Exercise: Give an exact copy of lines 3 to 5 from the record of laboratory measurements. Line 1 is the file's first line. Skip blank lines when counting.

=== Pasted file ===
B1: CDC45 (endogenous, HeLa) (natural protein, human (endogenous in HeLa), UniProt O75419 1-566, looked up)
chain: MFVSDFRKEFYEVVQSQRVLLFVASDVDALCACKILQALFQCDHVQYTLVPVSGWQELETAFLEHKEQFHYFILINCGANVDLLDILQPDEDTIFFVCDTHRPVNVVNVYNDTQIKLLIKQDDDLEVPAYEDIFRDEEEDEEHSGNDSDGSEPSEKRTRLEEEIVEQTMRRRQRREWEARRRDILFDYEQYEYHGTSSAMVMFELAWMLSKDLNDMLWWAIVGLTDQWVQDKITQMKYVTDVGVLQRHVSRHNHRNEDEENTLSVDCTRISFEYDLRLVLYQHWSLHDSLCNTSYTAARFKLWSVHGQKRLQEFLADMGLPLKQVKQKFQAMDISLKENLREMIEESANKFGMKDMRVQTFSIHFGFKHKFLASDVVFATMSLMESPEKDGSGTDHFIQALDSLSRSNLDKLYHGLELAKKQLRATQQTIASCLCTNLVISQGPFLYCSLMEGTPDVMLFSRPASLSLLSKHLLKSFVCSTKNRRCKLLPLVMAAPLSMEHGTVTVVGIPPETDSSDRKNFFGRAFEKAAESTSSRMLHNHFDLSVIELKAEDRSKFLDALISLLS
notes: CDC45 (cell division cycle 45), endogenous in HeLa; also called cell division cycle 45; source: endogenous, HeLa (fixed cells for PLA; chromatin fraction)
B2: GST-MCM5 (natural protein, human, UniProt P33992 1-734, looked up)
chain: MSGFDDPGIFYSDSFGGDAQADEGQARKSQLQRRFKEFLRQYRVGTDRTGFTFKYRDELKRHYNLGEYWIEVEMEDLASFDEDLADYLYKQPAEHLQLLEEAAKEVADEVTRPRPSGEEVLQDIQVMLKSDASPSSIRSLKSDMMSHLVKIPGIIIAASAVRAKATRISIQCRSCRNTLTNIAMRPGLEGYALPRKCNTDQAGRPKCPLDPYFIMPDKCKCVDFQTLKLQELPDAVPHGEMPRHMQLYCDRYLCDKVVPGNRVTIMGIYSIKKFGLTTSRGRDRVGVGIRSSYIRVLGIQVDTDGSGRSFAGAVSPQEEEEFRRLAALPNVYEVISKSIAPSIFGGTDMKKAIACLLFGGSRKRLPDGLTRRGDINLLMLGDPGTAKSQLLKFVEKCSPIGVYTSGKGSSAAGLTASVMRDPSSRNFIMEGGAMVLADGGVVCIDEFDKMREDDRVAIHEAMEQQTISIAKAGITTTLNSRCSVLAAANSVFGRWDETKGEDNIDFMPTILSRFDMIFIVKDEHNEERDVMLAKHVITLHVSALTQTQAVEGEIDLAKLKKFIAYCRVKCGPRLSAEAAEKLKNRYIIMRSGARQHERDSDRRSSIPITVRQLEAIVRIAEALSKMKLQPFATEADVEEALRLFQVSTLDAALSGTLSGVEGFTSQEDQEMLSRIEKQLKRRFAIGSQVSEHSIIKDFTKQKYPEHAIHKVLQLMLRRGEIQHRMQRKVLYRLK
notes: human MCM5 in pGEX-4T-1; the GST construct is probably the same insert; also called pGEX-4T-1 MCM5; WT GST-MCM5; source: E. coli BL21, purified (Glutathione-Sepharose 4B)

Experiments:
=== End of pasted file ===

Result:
notes: CDC45 (cell division cycle 45), endogenous in HeLa; also called cell division cycle 45; source: endogenous, HeLa (fixed cells for PLA; chromatin fraction)
B2: GST-MCM5 (natural protein, human, UniProt P33992 1-734, looked up)
chain: MSGFDDPGIFYSDSFGGDAQADEGQARKSQLQRRFKEFLRQYRVGTDRTGFTFKYRDELKRHYNLGEYWIEVEMEDLASFDEDLADYLYKQPAEHLQLLEEAAKEVADEVTRPRPSGEEVLQDIQVMLKSDASPSSIRSLKSDMMSHLVKIPGIIIAASAVRAKATRISIQCRSCRNTLTNIAMRPGLEGYALPRKCNTDQAGRPKCPLDPYFIMPDKCKCVDFQTLKLQELPDAVPHGEMPRHMQLYCDRYLCDKVVPGNRVTIMGIYSIKKFGLTTSRGRDRVGVGIRSSYIRVLGIQVDTDGSGRSFAGAVSPQEEEEFRRLAALPNVYEVISKSIAPSIFGGTDMKKAIACLLFGGSRKRLPDGLTRRGDINLLMLGDPGTAKSQLLKFVEKCSPIGVYTSGKGSSAAGLTASVMRDPSSRNFIMEGGAMVLADGGVVCIDEFDKMREDDRVAIHEAMEQQTISIAKAGITTTLNSRCSVLAAANSVFGRWDETKGEDNIDFMPTILSRFDMIFIVKDEHNEERDVMLAKHVITLHVSALTQTQAVEGEIDLAKLKKFIAYCRVKCGPRLSAEAAEKLKNRYIIMRSGARQHERDSDRRSSIPITVRQLEAIVRIAEALSKMKLQPFATEADVEEALRLFQVSTLDAALSGTLSGVEGFTSQEDQEMLSRIEKQLKRRFAIGSQVSEHSIIKDFTKQKYPEHAIHKVLQLMLRRGEIQHRMQRKVLYRLK